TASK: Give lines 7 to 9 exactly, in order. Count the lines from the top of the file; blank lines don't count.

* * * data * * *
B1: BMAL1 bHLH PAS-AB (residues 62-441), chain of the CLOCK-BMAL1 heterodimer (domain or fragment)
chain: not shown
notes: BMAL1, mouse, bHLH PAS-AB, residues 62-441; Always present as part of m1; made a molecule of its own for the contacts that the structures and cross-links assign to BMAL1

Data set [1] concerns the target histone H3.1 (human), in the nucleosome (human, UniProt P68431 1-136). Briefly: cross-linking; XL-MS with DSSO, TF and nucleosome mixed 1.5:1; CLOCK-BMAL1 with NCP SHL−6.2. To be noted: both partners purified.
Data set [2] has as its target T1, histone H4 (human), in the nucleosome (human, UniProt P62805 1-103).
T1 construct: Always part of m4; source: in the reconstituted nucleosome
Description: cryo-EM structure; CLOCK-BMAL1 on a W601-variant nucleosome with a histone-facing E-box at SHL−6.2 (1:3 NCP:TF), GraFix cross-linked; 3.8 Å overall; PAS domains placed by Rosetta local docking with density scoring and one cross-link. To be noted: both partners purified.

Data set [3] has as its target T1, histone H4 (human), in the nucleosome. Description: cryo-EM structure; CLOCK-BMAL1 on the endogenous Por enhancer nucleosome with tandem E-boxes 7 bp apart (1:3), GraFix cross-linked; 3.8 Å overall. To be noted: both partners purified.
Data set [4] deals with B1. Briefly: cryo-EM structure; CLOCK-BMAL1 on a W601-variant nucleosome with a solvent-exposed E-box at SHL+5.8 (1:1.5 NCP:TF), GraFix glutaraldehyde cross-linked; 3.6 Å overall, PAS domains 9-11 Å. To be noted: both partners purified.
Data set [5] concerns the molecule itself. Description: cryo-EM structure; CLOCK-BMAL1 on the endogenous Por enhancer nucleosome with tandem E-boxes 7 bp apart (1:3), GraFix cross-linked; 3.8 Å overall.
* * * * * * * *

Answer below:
Description: cryo-EM structure; CLOCK-BMAL1 on a W601-variant nucleosome with a histone-facing E-box at SHL−6.2 (1:3 NCP:TF), GraFix cross-linked; 3.8 Å overall; PAS domains placed by Rosetta local docking with density scoring and one cross-link. To be noted: both partners purified.

Data set [3] has as its target T1, histone H4 (human), in the nucleosome. Description: cryo-EM structure; CLOCK-BMAL1 on the endogenous Por enhancer nucleosome with tandem E-boxes 7 bp apart (1:3), GraFix cross-linked; 3.8 Å overall. To be noted: both partners purified.
Data set [4] deals with B1. Briefly: cryo-EM structure; CLOCK-BMAL1 on a W601-variant nucleosome with a solvent-exposed E-box at SHL+5.8 (1:1.5 NCP:TF), GraFix glutaraldehyde cross-linked; 3.6 Å overall, PAS domains 9-11 Å. To be noted: both partners purified.